Ignoring his pugnacious desires, Cahan slipped behind a curtain of ivy and pressed himself against the wall. The soldiers were passing just beside the garden, and he held his breath, hoping they did not hear rustling leaves. Their thick accents were loud, and their footsteps had stopped. Cahan heard one lean against the garden wall. Their tone was casual, or at least he assumed, as it was hard to tell with Roruan, but his heartbeat still pounded. He did not know how long they would stay, but he knew could not hold out. Prickly vines tickled his face and a long legged spider crept up his shoulder, nearing his neck. He tried to peer at them through the ivy, but it was too thick.
Frustration and discomfort rapidly built up within Cahan and he felt dangerously close to leaping out of cover when one of the guards exclaimed something. Laughing gruffly, they continued their patrol, their voices quickly fading away down the road. Cahan grimaced and pushed out of the ivy, aggressively brushing the spider off his chin, and darted across the road, not even bothering to look for the soldiers. He knew seeing them would only anger him, and anger could be dangerous. It was better he focus on the task of getting the message to someone who could read it.
Cahan's journey did not take much longer. He hurried down a network of streets for perhaps five minutes before pacing down a straight road lined by tall facades. When he could view the peaked roof of a squat tower over the tops of the buildings, he thumped down a staircase and strode down a side street that banked to the right and then forked in four directions. Cahan took the fork on the right, where the road narrowed into a breezeway. A little ways down the road, which twisted and curved, it split at the corner of a rambling limestone brick building where the tower rose from. Cahan followed the split to the left and quickly ducked into a tight alley between a small square building standing alone and the brick building.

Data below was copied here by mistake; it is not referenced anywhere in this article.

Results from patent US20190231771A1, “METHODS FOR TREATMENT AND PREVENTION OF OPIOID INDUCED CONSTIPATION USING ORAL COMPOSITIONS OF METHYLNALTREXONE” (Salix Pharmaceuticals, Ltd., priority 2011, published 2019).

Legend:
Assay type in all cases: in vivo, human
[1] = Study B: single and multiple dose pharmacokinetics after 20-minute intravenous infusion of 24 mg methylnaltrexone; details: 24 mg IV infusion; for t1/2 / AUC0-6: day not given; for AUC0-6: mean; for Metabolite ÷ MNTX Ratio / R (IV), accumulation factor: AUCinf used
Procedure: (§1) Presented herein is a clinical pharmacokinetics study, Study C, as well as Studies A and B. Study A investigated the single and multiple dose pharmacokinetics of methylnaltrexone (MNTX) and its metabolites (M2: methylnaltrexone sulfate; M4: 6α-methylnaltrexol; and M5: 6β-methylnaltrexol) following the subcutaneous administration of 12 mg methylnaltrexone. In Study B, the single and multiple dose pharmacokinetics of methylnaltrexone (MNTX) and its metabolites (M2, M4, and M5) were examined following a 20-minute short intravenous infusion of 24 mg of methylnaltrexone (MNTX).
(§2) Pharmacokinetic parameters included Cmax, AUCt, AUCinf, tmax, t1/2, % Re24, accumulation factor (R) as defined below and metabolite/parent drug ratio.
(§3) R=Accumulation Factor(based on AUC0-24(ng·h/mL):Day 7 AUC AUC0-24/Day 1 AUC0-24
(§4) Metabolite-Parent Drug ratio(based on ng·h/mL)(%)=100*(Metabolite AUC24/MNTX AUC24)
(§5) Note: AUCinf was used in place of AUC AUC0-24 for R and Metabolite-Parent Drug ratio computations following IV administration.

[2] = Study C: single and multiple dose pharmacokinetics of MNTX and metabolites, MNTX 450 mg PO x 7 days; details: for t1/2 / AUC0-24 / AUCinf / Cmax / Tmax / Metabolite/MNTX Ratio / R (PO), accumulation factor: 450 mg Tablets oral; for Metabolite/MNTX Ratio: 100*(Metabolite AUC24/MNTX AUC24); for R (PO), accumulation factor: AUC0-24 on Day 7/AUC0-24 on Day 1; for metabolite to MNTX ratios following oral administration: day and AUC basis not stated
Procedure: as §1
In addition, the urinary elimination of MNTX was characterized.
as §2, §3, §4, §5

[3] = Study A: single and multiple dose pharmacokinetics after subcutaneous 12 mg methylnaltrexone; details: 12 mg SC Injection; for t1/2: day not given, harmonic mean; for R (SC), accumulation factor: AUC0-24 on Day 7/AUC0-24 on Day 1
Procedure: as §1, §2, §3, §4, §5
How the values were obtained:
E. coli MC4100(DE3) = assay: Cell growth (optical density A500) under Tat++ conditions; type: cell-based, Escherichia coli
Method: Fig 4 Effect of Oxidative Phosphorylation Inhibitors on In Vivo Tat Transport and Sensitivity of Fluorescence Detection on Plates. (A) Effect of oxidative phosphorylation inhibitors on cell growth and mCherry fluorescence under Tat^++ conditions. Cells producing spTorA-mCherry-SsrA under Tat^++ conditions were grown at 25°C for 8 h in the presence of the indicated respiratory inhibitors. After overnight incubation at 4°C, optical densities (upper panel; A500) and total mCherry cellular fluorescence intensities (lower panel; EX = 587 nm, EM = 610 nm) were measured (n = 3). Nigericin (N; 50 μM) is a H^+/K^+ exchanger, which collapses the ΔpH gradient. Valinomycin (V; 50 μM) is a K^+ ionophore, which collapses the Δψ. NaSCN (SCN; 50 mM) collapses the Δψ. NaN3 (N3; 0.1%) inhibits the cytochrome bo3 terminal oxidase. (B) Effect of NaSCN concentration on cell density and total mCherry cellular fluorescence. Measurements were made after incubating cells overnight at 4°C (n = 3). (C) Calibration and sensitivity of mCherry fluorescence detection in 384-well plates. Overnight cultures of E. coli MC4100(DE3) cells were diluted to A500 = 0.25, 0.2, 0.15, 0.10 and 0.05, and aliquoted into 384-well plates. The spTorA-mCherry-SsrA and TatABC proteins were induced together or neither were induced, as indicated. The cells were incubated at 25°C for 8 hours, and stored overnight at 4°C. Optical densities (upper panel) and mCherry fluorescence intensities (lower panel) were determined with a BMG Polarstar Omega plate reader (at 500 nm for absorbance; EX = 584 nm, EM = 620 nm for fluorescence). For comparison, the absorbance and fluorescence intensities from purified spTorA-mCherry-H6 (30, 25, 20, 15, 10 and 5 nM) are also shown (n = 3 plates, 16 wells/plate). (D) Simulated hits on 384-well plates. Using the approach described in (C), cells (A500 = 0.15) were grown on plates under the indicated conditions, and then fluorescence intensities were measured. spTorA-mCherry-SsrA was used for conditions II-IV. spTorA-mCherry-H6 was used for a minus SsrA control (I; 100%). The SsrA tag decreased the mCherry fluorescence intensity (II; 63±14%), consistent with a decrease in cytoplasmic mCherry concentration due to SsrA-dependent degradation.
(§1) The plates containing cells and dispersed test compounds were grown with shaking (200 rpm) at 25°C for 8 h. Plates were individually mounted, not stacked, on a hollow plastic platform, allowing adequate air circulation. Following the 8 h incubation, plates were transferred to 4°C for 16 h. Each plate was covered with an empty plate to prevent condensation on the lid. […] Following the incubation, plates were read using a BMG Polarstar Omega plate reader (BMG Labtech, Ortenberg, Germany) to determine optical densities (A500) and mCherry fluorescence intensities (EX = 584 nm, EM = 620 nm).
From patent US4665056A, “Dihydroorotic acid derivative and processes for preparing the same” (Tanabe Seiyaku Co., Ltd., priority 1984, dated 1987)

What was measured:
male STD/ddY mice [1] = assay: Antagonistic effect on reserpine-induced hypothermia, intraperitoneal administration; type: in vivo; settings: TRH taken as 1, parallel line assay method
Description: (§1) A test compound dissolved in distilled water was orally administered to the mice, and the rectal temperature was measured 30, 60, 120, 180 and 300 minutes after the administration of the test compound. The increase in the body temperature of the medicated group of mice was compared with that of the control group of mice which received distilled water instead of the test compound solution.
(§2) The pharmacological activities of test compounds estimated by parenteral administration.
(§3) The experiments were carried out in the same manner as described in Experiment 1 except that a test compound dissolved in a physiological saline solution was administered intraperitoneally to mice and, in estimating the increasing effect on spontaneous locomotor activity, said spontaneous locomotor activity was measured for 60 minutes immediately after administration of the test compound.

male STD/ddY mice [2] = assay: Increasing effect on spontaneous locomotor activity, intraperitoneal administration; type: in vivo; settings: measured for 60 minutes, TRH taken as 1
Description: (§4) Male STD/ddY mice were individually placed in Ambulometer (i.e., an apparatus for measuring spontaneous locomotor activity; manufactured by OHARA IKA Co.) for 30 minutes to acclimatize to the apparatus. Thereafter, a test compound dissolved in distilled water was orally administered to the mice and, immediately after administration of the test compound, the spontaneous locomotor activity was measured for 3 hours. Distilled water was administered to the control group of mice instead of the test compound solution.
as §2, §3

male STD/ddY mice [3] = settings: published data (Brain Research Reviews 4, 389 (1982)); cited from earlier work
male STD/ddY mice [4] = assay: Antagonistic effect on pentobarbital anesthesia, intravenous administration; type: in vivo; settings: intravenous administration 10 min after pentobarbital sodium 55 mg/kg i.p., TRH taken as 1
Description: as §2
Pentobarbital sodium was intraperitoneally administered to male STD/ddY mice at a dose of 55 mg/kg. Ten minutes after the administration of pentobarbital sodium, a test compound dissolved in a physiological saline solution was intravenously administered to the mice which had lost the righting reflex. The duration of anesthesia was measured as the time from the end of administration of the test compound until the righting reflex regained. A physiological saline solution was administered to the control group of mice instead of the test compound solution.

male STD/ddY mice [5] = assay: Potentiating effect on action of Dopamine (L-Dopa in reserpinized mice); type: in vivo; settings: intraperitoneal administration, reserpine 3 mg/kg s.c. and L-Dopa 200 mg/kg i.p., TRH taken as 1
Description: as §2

The windows on both the buildings were boarded up, but the small one was in greater disrepair. Cahan glanced over his shoulder as he approached the doorway to the building, and then gingerly twisted the knob. The door squealed as he opened it, the sound ricocheting down the street. He quickly shut the door behind him and purposefully loped through several small rooms, guided by the faint light dappling through the obstructed windows. In a room opposite the doorway, he approached a tall bookshelf, smooth and clean amidst a building coated with dust. He ran his hands alongside the inside and grabbed onto a handle, sliding the bookshelf back and revealing a narrow, descending passageway.
Cahan ducked into the passageway, slid the bookshelf closed behind him, and scowled at the thick darkness. At the bottom of the staircase, he could see the faint glow of a distant candle, but his own feet were hardly visible. Cursing under his breath, he felt his way down the steps, turned left at the bottom and entered a lengthy corridor lit by two candles fixed to the ragged stone wall.
The corridor was crooked, terminating at the base of another, broader staircase. Light and voices flooded down from the top of the stairway. Cahan breathed deeply, blinked, and ascended the staircase.